In making Bank Rate recommendations, one is implicitly assuming that there is only one rate of interest that matters – the official REPO Rate – and that changes in that one rate feed through smoothly to all other interest rates and the wider economy. My recent Economic Research Council monograph Cracks in the Foundations? A Review of the Role and Functions of the Bank of England After Ten Years of Operational Independence ( argued that there were many distinct interest rates at work in the system, the pass through from Bank Rate to other rates was often weak, and that different parts of the economy responded to different elements of this interest rate vector. The US Federal Reserve’s 17 August decision to cut its Discount Rate by ½% to 5¾%, while leaving the Federal Funds rate unchanged, illustrates that there are more monetary tools available than is often assumed.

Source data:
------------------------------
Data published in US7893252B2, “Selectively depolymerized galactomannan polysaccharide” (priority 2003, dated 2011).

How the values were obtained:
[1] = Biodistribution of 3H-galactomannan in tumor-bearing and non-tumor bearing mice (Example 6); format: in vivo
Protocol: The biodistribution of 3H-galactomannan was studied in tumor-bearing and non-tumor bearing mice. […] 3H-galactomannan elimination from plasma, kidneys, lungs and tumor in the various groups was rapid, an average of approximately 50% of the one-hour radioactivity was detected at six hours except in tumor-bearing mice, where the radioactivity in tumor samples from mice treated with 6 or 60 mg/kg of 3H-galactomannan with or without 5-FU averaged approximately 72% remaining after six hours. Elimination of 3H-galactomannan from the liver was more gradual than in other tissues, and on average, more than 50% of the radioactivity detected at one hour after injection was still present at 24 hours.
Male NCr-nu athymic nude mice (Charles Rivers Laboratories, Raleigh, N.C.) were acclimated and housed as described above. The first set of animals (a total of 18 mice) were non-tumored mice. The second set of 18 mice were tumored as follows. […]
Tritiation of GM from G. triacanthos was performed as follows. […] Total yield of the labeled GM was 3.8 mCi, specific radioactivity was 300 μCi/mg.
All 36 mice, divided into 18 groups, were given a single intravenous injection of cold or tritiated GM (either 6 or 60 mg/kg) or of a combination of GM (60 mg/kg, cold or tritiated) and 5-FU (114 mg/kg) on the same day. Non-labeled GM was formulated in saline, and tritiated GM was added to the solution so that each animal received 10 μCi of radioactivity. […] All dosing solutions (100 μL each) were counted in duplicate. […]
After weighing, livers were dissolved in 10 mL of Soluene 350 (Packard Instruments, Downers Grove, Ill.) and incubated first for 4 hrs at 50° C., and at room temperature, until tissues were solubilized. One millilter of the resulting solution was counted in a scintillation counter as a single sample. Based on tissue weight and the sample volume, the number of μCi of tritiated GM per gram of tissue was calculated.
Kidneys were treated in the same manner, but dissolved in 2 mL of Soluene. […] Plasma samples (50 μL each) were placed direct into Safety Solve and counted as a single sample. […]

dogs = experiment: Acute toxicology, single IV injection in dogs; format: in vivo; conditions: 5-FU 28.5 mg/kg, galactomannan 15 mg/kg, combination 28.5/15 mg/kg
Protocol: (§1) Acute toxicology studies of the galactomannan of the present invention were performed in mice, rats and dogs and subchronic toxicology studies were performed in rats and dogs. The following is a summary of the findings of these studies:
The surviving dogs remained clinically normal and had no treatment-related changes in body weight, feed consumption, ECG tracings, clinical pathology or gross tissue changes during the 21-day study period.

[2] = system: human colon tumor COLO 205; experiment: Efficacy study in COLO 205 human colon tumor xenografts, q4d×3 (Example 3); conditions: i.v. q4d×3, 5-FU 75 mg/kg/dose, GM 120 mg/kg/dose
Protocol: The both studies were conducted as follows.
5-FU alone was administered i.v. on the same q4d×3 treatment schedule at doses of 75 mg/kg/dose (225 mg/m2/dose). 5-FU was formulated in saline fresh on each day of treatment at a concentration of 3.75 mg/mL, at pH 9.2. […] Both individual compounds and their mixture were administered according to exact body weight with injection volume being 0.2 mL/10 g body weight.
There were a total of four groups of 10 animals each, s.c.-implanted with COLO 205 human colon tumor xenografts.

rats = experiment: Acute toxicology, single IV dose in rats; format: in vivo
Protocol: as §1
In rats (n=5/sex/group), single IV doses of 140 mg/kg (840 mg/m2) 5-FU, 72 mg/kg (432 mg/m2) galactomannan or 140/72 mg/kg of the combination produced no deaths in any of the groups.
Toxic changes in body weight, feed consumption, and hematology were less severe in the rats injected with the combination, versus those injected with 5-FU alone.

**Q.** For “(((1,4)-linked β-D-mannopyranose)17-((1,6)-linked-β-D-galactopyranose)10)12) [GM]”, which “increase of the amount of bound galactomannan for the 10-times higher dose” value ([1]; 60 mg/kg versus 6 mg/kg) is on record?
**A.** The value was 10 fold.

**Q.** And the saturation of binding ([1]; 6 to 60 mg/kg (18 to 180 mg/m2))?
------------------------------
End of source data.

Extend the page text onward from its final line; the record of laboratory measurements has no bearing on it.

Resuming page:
The sharp reduction in annual CPI inflation from 2.4% in June to 1.9% in July was superficially good news, and was accompanied by an easing in ‘double-core’ retail price inflation (excluding mortgage rates and house price depreciation) from 3.0% to 2.3%. However, the large downwards contribution from food prices appears anomalous, given the effects of the weather on agricultural production, and it will be interesting to see the next set of inflation figures on 18 September. Meanwhile, the GDP figures released on 24 August show that the non-oil private sector of the economy – which is what monetary policy operates on - is somewhere between strong and rampant, with non-oil market sector Gross Value Added (excluding rental income from housing) having followed last year’s 3.5% increase with yearly rises of 3.8% in 2007 Q1 and 3.7% in 2007 Q2. This may explain why both measures of unemployment are falling and employment and vacancies going up. M4 broad money growth remained rapid, at 13.0% in the year to July, and total lending was up by 12.0%, while annual house price inflation on the DCLG index accelerated from 10.8% in May, to 12.1% in June. The 3.8% increase in the GDP deflator in the year to the second quarter, is another concern.